The predictive value of inflammatory biomarkers on 30-day mortality in the neurological critical care setting

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Conference Proceeding

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Publication Title

Neurocrit Care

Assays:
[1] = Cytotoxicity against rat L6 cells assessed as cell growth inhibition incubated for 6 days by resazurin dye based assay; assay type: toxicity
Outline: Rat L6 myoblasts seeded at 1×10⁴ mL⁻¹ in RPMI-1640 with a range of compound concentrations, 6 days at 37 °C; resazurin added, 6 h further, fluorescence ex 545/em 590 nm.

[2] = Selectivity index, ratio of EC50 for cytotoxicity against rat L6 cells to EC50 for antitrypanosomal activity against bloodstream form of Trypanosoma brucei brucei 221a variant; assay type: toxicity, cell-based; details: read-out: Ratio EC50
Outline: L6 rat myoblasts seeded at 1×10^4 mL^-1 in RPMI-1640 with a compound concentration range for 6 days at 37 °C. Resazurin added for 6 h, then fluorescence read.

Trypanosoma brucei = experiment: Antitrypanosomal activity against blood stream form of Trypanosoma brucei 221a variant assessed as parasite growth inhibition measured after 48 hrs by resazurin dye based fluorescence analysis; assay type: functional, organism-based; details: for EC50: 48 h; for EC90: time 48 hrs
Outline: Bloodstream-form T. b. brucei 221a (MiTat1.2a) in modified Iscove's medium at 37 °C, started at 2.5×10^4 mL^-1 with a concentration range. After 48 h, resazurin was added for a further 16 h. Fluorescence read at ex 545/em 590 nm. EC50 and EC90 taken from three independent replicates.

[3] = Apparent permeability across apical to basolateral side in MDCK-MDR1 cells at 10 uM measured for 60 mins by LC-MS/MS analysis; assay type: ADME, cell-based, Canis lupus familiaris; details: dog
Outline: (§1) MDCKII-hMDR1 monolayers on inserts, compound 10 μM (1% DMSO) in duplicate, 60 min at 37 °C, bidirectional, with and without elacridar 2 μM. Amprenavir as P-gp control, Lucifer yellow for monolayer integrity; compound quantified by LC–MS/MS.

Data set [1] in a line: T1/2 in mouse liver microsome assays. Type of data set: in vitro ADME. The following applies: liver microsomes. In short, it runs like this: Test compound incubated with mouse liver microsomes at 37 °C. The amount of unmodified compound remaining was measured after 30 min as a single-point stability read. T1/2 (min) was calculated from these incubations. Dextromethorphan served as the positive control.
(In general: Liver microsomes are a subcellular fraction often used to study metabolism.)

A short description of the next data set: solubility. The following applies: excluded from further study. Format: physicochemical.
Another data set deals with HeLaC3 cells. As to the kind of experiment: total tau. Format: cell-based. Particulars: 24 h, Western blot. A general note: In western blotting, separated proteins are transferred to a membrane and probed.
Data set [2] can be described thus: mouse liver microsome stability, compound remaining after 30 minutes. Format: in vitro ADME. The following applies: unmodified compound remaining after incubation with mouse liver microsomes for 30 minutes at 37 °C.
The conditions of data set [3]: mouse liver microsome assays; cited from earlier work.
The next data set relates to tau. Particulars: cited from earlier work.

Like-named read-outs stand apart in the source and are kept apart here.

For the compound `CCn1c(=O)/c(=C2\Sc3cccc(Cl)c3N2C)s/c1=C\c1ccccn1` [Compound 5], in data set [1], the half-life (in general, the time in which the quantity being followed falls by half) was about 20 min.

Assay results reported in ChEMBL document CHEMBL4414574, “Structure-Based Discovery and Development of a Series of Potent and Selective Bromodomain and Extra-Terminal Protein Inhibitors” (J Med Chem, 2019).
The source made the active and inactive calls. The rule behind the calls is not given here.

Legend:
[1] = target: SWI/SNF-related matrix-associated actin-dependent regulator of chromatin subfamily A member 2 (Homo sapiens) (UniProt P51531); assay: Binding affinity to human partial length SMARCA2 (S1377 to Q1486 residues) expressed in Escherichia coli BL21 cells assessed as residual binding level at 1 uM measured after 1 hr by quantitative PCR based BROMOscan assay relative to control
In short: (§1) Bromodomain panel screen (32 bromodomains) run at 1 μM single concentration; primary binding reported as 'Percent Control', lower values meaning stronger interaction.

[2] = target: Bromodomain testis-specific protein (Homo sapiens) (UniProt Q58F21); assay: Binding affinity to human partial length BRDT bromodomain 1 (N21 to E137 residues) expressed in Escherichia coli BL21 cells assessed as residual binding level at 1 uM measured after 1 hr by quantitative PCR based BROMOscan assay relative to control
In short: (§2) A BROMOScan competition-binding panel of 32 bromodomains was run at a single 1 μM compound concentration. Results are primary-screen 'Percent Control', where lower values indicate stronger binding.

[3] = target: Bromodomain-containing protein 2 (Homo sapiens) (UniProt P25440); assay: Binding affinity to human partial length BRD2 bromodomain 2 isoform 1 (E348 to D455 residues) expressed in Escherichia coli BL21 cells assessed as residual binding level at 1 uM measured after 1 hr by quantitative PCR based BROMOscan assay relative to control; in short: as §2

Introduction Prognostication is difficult for patients admitted to a neurocritical care unit (NCCU). Can serum biomarkers obtained as part of routine admission lab work help predict outcomes among patients expected to stay in the NCCU for >48 hours? Methods In this prospective cohort study, the following biomarkers were measured at admission: C-reactive protein (CRP), arterial lactate, neuron specific enolase (NSE), lactate dehydrogenase (LDH), albumin, and brain natriuretic peptide (BNP). We collected information about demographics, comorbidities, hospital procedures and complications and 30-day mortality. We compared these serological biomarkers in patients who were alive versus those who had died at 30 days. Results A total of 112 patients were enrolled over 4 months from June to September 2016, 11 of which whom (9.8%) died within 30 days of admission. There were no statistically significant differences in age or gender between the two groups. The 30-day mortality group had a higher mean Charlson Comorbidity Index (CCI) (3.0 vs 1.6, p=0.027) as well as mean NSE (39.1 vs 13.9 ug/L, p=0.008) and BNP levels (590.2 vs 177.3 pg/mL, p=0.003). Mean CRP, lactate, and LDH were also higher in the 30-day mortality group (79.5 vs 51.8 mg/L, 2.3 vs 1.9 mmol/L, and 307.2 vs 274.2 U/L) while mean albumin was lower (3.0 vs 3.3 g/dL), although these differences were not statistically significant (p<0.35). Conclusions CCI and serological biomarkers may have utility in predicting 30-day mortality among patients admitted to the NCCU. As we continue enrollment, we plan to develop a predictive model for 30-day mortality on admission for patients admitted to the NCCU using serological biomarkers, CCI and admission characteristics.





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